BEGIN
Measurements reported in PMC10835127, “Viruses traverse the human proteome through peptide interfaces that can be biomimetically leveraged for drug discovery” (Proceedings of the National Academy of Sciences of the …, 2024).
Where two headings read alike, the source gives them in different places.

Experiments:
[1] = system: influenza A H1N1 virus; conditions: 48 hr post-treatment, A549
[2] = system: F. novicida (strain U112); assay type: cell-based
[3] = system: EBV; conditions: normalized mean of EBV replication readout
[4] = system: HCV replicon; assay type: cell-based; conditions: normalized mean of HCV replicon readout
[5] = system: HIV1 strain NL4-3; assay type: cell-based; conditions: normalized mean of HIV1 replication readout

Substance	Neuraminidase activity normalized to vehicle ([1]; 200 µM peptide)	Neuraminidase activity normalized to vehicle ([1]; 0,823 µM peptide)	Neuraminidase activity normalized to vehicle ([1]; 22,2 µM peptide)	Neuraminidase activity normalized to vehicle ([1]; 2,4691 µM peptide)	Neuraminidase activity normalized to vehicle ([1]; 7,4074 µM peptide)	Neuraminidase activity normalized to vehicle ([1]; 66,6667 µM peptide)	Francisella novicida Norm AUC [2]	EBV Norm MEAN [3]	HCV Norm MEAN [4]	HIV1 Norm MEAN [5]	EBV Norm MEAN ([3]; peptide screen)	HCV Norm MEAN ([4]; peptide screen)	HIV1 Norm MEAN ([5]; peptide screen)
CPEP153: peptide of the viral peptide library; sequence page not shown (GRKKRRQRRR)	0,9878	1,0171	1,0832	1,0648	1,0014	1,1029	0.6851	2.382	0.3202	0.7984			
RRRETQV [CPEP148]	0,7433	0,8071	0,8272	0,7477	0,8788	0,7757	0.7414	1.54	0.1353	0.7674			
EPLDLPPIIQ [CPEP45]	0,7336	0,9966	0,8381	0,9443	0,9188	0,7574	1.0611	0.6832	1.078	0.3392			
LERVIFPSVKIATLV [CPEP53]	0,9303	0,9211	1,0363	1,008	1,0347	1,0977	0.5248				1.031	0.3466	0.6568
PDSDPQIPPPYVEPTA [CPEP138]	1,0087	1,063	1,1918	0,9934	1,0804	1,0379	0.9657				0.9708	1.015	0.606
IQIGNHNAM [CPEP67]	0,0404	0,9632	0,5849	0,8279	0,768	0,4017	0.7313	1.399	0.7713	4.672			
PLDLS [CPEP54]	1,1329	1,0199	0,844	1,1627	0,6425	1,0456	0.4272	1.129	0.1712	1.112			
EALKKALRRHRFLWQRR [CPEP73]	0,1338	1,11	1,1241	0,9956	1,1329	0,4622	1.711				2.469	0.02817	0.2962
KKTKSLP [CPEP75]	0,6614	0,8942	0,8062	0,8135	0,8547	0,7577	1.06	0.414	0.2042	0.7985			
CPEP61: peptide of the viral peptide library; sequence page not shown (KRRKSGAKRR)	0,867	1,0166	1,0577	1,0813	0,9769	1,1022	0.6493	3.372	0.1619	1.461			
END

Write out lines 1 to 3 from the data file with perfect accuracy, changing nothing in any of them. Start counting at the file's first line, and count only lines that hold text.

Measurements reported in PMC10835127, “Viruses traverse the human proteome through peptide interfaces that can be biomimetically leveraged for drug discovery” (Proceedings of the National Academy of Sciences of the …, 2024).
Where two headings read alike, the source gives them in different places.

Experiments: